Akt phosphorylates a number of proteins, including IkB, which releases NFkB and allows it to translocate to the nucleus and activates target genes, such as those involved in inflammation, metastasis and apoptosis/survival. The transcription factor NFkB is involved in cancer promotion, because it regulates the expression of many genes, including those involved in clonal expansion, growth, angiogenesis, adhesion, extravasation and degradation of ECM components [43, 44]. Particularly, we previously demonstrated that arachidonic acid induces NFkB-DNA binding activity through a PI3K/Akt-dependent pathway in MDA-MB-231 breast cancer cells [42]. In line with this notion, here we demonstrate that native type IV collagen induces NFkB-DNA binding activity and that it is mediated by DDR1 and PI3K/Akt2 activity in MDA-MB-231 cells. We propose that degradation of BM and release of native type IV collagen induces the expression of genes implicated in the invasion/metastasis process through the activation of NFkB in MDA-MB-231 cells. Supporting our proposal, it has been demonstrated that NFkB mediates expression of tumor promoting genes, such as TNF, IL-1, iNOS and MMP-9 [43].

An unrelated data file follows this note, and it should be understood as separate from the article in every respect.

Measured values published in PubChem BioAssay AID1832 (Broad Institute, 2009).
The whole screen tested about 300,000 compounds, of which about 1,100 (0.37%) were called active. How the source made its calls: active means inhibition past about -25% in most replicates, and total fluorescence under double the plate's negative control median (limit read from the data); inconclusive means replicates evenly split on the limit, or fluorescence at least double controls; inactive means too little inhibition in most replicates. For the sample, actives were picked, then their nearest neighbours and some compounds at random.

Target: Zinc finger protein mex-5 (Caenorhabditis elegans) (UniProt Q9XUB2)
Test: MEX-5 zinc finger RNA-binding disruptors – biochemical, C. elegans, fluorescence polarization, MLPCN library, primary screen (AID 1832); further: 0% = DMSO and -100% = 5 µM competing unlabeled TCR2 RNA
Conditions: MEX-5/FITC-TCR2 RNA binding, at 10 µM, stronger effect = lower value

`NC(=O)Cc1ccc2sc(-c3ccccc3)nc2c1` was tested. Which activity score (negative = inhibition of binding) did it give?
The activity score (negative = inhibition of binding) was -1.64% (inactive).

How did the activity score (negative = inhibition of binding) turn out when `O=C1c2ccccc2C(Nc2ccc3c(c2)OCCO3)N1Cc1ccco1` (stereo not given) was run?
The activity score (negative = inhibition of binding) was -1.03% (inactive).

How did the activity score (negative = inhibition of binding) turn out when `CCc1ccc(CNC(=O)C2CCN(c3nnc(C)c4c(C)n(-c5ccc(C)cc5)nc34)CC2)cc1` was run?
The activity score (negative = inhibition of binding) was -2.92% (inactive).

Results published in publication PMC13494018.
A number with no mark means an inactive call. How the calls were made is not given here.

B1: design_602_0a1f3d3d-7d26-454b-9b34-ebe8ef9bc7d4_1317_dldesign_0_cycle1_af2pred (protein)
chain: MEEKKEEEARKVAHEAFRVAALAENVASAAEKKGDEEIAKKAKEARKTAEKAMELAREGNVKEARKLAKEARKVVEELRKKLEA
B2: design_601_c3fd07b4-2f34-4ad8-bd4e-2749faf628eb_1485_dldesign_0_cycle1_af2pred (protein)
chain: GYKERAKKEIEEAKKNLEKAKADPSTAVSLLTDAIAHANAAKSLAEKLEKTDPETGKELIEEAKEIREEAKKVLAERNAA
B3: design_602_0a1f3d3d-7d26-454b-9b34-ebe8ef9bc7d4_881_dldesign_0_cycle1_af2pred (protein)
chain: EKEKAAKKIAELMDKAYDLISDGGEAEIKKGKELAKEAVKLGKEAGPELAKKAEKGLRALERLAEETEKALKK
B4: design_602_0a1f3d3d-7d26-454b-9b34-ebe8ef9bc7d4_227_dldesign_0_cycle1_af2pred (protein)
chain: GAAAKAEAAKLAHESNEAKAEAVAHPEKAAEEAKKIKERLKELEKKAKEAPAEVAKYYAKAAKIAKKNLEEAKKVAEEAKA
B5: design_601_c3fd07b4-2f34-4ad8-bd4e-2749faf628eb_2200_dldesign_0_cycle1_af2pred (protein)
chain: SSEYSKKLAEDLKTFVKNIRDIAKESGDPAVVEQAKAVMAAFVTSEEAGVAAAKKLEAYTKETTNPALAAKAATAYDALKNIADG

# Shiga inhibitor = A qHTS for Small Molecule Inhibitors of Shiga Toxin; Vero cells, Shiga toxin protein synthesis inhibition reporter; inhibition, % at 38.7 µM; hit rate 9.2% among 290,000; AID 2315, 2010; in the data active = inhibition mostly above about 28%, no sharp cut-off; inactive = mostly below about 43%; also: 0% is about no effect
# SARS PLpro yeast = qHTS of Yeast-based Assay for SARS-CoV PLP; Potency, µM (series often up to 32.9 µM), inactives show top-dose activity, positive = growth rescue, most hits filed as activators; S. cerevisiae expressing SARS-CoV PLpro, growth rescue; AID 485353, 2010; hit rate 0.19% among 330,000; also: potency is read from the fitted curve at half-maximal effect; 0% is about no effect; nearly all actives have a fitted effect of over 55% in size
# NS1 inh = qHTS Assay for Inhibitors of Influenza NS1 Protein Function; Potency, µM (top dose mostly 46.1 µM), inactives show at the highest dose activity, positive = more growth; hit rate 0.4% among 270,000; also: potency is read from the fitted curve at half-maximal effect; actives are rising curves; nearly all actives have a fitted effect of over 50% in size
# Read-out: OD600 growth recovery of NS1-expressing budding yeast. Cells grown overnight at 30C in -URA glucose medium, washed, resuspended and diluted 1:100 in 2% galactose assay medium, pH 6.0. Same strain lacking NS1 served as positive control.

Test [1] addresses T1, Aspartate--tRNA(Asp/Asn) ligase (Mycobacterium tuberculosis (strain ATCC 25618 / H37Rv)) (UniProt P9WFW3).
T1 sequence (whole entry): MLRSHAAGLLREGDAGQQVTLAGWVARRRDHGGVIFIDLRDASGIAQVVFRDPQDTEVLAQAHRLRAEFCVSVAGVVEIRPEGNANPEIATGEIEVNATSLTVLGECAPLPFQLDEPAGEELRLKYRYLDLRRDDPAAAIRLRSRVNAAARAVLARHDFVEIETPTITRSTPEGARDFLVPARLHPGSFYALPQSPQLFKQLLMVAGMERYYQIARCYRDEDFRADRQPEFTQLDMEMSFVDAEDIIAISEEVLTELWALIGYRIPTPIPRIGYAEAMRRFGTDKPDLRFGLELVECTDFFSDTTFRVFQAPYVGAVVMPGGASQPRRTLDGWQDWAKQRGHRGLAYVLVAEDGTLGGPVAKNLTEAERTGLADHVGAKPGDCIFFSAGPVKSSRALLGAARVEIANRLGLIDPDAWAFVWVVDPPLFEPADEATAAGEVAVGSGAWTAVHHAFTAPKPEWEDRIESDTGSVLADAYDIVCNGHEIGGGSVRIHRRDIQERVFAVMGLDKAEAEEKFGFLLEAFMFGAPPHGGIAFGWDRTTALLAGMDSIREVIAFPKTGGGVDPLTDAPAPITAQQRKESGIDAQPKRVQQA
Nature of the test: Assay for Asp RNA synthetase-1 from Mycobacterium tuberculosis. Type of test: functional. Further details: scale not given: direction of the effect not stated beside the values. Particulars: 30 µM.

Figure 5. Role of EGFR on cell migration and NFkB DNA binding activity induced by native type IV collagen. Panel A and B. MDA-MB-231 cells were treated without (-) or with (+) 500 nM AG1478, stimulated with 7 µg/ml Col IV for 24 h and lysed. Lysates were analyzed by IP with anti-Akt2 Ab and anti-FAK Ab followed by Western blotting with anti-p-Akt2 Ab and anti-p-FAK Ab respectively. The membranes were analyzed further by Western blotting with anti-Akt2 and anti-FAK Ab respectively. The graphs represent the mean ± S.D. of at least three independent experiments and are expressed as fold of p-Akt2 or p-FAK above untreated cells. Panel C. MDA-MB-231 cells were grown in 35 mm dishes and treated with 12 µM mitomycin C for 2 h. Cultures were scratch-wounded, treated with 500 nM AG1478 and stimulated with or without 7 µg/ml Col IV and pictures were taken at 48 h after wounding. Panel D. The graph is the mean ± S.D. of at least three independent experiments and is expressed as fold of migration above untreated cells. Panel E. MDA-MB-231 cells were treated with 500 nM AG1478, stimulated without or with 7 µg/ml Col IV and nuclear extracts were obtained. NFkB-DNA binding activity was analyzed by EMSA. Controls included EMSA reactions with 100-fold excess of cold NFkB probe as competitor. The autoradiograph showed is representative of at least three independent experiments.